My Celebration of National Poetry Month (April 8th – 9th)


April 8th, a Saturday. A big Saturday! Poetry and music were on the horizon. I paid bills, showered and drove eight miles to the Brewster train station. The metro train was on time, I boarded and I was on my way. The waters of the Croton reservoir gleamed under the strength of a springtime sun. The climate was warm. The swans, geese and ducks were cruising slowly over the ripples while turtles were sunbathing under golden rays. I settled into my train seat like an owner of a luxury sedan settles behind a finely crafted steering wheel.

My train pulled into Grand Central station right on time. I snatched my small roller bag from the baggage rack and off I briskly walked to the main concourse. I was a man on a mission. The first stop would be my hotel.

I had a certificate for a free night stay at a nice hotel chain and I used it for an overnight stay in New York City. The hotel was on West 37th street. That was only a few blocks from Grand Central Station on 42nd. I just walked out of the station through the Vanderbilt Hall exit, headed west up 42nd street, turned left on 5th, walked 5 blocks, turned right on 37th and 1 block later i arrived. After check in I went up to my room, rinsed off my sweat in the shower, dressed in a navy blue blazer, a long sleeved shirt with dark stripes, gray slacks and high top dress shoes. I left the hotel and flagged a taxi and headed down to East Houston and Bowery.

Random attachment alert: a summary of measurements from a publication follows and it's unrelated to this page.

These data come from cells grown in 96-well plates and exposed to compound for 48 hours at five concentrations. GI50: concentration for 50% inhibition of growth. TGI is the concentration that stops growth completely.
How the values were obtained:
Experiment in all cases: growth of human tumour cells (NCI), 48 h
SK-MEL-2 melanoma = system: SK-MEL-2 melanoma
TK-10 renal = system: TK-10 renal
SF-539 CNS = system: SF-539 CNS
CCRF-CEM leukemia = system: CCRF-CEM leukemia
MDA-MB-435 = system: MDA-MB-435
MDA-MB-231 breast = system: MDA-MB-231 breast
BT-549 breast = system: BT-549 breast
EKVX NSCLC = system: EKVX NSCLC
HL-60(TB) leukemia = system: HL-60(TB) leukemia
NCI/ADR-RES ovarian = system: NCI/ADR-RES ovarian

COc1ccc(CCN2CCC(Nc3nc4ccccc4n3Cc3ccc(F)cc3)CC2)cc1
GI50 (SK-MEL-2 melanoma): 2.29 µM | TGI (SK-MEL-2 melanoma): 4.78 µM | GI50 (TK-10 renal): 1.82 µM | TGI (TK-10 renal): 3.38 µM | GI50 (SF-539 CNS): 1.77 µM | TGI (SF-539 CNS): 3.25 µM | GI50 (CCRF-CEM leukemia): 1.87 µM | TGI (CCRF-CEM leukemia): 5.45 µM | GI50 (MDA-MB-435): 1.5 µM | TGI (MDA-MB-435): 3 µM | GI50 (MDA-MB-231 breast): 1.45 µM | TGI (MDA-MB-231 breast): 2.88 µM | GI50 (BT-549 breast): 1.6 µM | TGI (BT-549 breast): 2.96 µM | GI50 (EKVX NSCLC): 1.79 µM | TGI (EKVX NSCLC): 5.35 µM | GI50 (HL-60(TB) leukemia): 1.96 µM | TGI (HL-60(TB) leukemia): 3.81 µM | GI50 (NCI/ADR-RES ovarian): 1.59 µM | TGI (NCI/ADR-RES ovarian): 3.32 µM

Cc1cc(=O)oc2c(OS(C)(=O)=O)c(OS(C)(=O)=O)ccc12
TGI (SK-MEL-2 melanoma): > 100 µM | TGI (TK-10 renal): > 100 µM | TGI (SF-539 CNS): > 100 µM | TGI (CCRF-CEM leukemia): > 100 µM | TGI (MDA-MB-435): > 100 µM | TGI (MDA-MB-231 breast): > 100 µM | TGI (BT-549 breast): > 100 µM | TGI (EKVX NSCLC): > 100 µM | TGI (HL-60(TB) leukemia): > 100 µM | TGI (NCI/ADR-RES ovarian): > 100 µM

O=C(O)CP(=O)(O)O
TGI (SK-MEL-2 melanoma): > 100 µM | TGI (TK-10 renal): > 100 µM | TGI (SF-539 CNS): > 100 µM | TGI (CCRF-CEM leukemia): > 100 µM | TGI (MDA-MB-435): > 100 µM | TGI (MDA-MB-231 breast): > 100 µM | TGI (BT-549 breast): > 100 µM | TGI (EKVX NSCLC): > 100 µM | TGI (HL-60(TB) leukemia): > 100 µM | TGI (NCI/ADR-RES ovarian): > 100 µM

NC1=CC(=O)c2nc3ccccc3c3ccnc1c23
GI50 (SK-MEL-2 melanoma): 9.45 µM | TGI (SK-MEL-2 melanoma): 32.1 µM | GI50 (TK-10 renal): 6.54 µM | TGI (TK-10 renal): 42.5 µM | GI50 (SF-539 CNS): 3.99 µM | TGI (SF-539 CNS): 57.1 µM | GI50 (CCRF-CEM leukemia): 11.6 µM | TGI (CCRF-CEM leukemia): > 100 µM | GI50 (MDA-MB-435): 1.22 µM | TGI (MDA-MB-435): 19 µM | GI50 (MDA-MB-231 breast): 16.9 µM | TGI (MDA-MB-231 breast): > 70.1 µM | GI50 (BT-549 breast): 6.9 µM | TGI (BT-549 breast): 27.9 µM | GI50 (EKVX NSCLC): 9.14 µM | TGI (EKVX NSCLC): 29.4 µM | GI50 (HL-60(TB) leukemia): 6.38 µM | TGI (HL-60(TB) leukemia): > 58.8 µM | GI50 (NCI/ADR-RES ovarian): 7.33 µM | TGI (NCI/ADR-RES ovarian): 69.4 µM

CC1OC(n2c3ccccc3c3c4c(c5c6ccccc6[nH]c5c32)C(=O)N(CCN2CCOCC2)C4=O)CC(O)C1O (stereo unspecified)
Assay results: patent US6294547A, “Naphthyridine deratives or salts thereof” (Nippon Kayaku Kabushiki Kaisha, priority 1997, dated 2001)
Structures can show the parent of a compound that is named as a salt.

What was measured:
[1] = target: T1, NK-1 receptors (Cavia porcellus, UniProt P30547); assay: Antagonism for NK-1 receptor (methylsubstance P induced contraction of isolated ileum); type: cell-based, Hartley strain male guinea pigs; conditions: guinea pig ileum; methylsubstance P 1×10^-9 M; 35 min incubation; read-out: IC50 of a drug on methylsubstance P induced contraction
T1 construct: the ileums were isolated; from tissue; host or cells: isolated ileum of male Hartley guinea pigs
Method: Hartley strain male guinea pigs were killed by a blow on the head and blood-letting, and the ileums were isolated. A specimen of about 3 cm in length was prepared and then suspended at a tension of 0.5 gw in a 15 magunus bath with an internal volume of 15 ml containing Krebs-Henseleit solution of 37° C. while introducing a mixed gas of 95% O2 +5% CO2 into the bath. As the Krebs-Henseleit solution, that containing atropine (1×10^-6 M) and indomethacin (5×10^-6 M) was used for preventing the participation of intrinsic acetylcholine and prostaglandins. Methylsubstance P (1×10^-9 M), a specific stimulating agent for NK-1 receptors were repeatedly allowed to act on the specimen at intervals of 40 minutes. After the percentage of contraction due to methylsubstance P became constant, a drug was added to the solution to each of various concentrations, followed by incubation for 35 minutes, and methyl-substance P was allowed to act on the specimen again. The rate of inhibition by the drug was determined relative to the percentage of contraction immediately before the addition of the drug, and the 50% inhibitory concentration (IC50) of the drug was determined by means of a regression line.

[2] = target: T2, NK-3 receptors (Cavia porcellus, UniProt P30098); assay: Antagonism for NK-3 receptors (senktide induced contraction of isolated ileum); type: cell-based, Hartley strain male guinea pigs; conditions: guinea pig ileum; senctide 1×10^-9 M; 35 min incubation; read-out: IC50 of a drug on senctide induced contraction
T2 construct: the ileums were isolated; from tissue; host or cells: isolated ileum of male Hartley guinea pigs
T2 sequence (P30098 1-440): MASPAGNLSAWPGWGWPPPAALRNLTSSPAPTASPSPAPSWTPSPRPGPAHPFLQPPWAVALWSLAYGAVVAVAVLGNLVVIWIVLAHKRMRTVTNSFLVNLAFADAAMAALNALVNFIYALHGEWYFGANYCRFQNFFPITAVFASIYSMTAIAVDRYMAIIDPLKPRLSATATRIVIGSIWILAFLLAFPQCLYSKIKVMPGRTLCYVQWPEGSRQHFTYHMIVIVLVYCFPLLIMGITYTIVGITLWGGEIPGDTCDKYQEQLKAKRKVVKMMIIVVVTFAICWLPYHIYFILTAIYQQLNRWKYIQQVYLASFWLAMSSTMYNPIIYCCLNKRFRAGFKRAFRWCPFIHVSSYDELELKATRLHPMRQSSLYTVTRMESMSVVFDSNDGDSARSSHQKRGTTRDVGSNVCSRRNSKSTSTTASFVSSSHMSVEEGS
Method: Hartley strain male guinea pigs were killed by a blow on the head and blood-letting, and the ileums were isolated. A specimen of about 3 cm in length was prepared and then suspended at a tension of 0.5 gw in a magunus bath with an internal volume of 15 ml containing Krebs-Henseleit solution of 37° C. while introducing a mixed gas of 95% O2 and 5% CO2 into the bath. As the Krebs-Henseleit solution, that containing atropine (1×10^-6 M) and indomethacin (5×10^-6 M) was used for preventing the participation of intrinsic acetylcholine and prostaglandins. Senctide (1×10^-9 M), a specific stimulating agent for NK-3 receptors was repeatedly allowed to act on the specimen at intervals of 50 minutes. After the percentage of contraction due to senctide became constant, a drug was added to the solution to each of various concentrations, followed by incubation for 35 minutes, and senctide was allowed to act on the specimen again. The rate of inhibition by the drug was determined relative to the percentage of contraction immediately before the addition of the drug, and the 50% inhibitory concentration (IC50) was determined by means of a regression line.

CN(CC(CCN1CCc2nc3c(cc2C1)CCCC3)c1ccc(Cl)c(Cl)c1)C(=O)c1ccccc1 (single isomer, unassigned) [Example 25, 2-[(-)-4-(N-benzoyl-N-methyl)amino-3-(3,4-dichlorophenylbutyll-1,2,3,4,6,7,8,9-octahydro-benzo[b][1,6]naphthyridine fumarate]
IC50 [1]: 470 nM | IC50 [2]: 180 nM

My taxi driver dropped me off at Bowery and Bleeker. There was too much traffic for him to make it to East Houston. I walked a few blocks to the Whole Foods store, picked up some chicken and veggies from the hot bar and headed east on East Houston. People watched as I ate right out of my carry out box as I walked. I finished my meal eat right before I arrived at the Parkside Lounge and threw the box, rattling with chicken bones, into the trash receptacle that sat outside the lounge door.

The Parkside Lounge consists of a sports bar in the front section as you enter the lounge door. If you walk through the sports bar to the very back you will see red velvet curtains hanging over an entrance to the special event lounge. The special event lounge contains a stage, nice table and chair seating, booth seating, sound and light systems and more. That night however, before I saw the curtains, I saw the crowd. I saw the crowd and I felt the energy. 

 Tonight was night two of The InspiredWordNYC’s seventh anniversary and it was an electrifying night! The program that night would take place before a packed house. Singers, musicians and comedians took command of the stage as well as taking command of hearts and minds. The spoken word artists ranged from poets who read from paper, poets who memorized, poets who were marvelous storytellers and poets who were sensational at improvisation. I remember that thinking to myself “Happy National Poetry Month” as the singers sang, the musicians played and the poets delivered poetic verse! I do not want to forget the comedians, whose routines cracked us up. Honor goes to the hosts who kept things moving right along in a lively manner. Lastly but not least, honor and gratitude to the founders of InspiredWordNYC. Thank you for better my part of my celebration of National Poetry Month!

For National Poetry Month

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a lot of folks keep
indicating poetry is dead
but if poetry is dead
then i a poet am dead too
and i a poet refuse to
die oh so easily
and i a poet refuse
to lay down my pen
into a burning grave
where all poems are laid
waiting for the stroke
of heavy brute hands
holding a cruel match
to torch any semblance
of intelligentsia bound
to pen bound to parchment
bound to deliver courage
to quavering souls
bound to deliver laughter
to discouraged cold
bound to deliver tears
to hardened hearts
bound to deliver smiles
to lips depressed daily
by hardship scorn